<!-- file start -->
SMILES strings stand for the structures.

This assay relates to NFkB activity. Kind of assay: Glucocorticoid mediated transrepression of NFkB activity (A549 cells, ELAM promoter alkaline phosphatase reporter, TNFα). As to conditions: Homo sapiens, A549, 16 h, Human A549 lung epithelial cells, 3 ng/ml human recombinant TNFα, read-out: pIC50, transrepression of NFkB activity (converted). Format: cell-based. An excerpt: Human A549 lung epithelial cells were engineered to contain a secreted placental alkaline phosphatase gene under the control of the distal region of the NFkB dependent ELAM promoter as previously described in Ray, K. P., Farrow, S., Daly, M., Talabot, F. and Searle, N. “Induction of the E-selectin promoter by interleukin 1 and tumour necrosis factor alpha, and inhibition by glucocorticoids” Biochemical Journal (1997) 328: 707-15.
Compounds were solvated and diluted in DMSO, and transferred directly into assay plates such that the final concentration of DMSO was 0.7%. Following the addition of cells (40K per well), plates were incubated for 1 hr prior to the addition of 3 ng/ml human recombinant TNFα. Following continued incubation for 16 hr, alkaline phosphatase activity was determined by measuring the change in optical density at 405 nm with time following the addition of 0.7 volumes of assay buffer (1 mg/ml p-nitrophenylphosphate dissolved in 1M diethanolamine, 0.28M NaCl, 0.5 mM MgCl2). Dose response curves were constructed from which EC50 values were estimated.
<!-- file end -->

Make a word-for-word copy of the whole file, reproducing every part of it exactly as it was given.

SMILES strings stand for the structures.

This assay relates to NFkB activity. Kind of assay: Glucocorticoid mediated transrepression of NFkB activity (A549 cells, ELAM promoter alkaline phosphatase reporter, TNFα). As to conditions: Homo sapiens, A549, 16 h, Human A549 lung epithelial cells, 3 ng/ml human recombinant TNFα, read-out: pIC50, transrepression of NFkB activity (converted). Format: cell-based. An excerpt: Human A549 lung epithelial cells were engineered to contain a secreted placental alkaline phosphatase gene under the control of the distal region of the NFkB dependent ELAM promoter as previously described in Ray, K. P., Farrow, S., Daly, M., Talabot, F. and Searle, N. “Induction of the E-selectin promoter by interleukin 1 and tumour necrosis factor alpha, and inhibition by glucocorticoids” Biochemical Journal (1997) 328: 707-15.
Compounds were solvated and diluted in DMSO, and transferred directly into assay plates such that the final concentration of DMSO was 0.7%. Following the addition of cells (40K per well), plates were incubated for 1 hr prior to the addition of 3 ng/ml human recombinant TNFα. Following continued incubation for 16 hr, alkaline phosphatase activity was determined by measuring the change in optical density at 405 nm with time following the addition of 0.7 volumes of assay buffer (1 mg/ml p-nitrophenylphosphate dissolved in 1M diethanolamine, 0.28M NaCl, 0.5 mM MgCl2). Dose response curves were constructed from which EC50 values were estimated.